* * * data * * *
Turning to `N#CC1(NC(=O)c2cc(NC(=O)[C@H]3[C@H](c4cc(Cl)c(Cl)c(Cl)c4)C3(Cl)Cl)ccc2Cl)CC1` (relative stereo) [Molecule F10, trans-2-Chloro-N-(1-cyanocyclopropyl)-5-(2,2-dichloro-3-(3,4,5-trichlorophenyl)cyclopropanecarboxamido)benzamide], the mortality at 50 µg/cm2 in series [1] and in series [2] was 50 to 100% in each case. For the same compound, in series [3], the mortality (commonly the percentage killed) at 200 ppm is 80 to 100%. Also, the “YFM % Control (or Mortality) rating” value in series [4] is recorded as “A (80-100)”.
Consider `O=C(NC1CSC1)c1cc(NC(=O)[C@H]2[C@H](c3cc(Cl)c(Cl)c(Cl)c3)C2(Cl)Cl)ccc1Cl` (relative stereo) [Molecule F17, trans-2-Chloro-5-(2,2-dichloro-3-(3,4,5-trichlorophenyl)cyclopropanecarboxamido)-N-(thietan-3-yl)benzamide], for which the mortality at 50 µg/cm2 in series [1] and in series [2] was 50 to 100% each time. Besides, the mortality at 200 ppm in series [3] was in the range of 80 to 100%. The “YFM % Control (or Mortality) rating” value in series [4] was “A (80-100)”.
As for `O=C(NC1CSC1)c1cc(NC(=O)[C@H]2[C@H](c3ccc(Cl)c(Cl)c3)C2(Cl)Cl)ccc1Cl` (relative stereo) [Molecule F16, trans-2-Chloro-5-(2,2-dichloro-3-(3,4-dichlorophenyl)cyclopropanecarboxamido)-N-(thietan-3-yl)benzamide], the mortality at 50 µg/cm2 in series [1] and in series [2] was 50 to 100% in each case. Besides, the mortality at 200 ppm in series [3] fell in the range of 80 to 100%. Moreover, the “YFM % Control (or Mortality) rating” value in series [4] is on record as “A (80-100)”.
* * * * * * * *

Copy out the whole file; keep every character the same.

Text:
Turning to `N#CC1(NC(=O)c2cc(NC(=O)[C@H]3[C@H](c4cc(Cl)c(Cl)c(Cl)c4)C3(Cl)Cl)ccc2Cl)CC1` (relative stereo) [Molecule F10, trans-2-Chloro-N-(1-cyanocyclopropyl)-5-(2,2-dichloro-3-(3,4,5-trichlorophenyl)cyclopropanecarboxamido)benzamide], the mortality at 50 µg/cm2 in series [1] and in series [2] was 50 to 100% in each case. For the same compound, in series [3], the mortality (commonly the percentage killed) at 200 ppm is 80 to 100%. Also, the “YFM % Control (or Mortality) rating” value in series [4] is recorded as “A (80-100)”.
Consider `O=C(NC1CSC1)c1cc(NC(=O)[C@H]2[C@H](c3cc(Cl)c(Cl)c(Cl)c3)C2(Cl)Cl)ccc1Cl` (relative stereo) [Molecule F17, trans-2-Chloro-5-(2,2-dichloro-3-(3,4,5-trichlorophenyl)cyclopropanecarboxamido)-N-(thietan-3-yl)benzamide], for which the mortality at 50 µg/cm2 in series [1] and in series [2] was 50 to 100% each time. Besides, the mortality at 200 ppm in series [3] was in the range of 80 to 100%. The “YFM % Control (or Mortality) rating” value in series [4] was “A (80-100)”.
As for `O=C(NC1CSC1)c1cc(NC(=O)[C@H]2[C@H](c3ccc(Cl)c(Cl)c3)C2(Cl)Cl)ccc1Cl` (relative stereo) [Molecule F16, trans-2-Chloro-5-(2,2-dichloro-3-(3,4-dichlorophenyl)cyclopropanecarboxamido)-N-(thietan-3-yl)benzamide], the mortality at 50 µg/cm2 in series [1] and in series [2] was 50 to 100% in each case. Besides, the mortality at 200 ppm in series [3] fell in the range of 80 to 100%. Moreover, the “YFM % Control (or Mortality) rating” value in series [4] is on record as “A (80-100)”.